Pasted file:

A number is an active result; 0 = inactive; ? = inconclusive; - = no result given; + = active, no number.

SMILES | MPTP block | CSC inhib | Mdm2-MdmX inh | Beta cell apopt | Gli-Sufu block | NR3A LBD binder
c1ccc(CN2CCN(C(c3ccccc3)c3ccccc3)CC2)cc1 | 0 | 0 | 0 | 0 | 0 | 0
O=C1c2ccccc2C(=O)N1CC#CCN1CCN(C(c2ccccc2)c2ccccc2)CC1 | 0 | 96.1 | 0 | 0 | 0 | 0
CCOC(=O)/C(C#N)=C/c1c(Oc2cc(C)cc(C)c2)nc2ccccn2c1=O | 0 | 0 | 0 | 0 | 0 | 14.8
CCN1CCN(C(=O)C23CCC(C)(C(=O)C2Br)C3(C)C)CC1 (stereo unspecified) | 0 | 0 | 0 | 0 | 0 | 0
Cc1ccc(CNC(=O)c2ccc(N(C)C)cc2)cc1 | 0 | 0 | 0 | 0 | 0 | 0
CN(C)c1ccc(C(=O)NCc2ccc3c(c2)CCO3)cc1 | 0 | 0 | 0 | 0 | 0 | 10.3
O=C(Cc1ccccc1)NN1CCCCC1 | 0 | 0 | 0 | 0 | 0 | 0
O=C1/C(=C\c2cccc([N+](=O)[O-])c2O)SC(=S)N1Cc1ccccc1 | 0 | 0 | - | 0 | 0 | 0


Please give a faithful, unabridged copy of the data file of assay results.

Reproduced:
A number is an active result; 0 = inactive; ? = inconclusive; - = no result given; + = active, no number.

SMILES | MPTP block | CSC inhib | Mdm2-MdmX inh | Beta cell apopt | Gli-Sufu block | NR3A LBD binder
c1ccc(CN2CCN(C(c3ccccc3)c3ccccc3)CC2)cc1 | 0 | 0 | 0 | 0 | 0 | 0
O=C1c2ccccc2C(=O)N1CC#CCN1CCN(C(c2ccccc2)c2ccccc2)CC1 | 0 | 96.1 | 0 | 0 | 0 | 0
CCOC(=O)/C(C#N)=C/c1c(Oc2cc(C)cc(C)c2)nc2ccccn2c1=O | 0 | 0 | 0 | 0 | 0 | 14.8
CCN1CCN(C(=O)C23CCC(C)(C(=O)C2Br)C3(C)C)CC1 (stereo unspecified) | 0 | 0 | 0 | 0 | 0 | 0
Cc1ccc(CNC(=O)c2ccc(N(C)C)cc2)cc1 | 0 | 0 | 0 | 0 | 0 | 0
CN(C)c1ccc(C(=O)NCc2ccc3c(c2)CCO3)cc1 | 0 | 0 | 0 | 0 | 0 | 10.3
O=C(Cc1ccccc1)NN1CCCCC1 | 0 | 0 | 0 | 0 | 0 | 0
O=C1/C(=C\c2cccc([N+](=O)[O-])c2O)SC(=S)N1Cc1ccccc1 | 0 | 0 | - | 0 | 0 | 0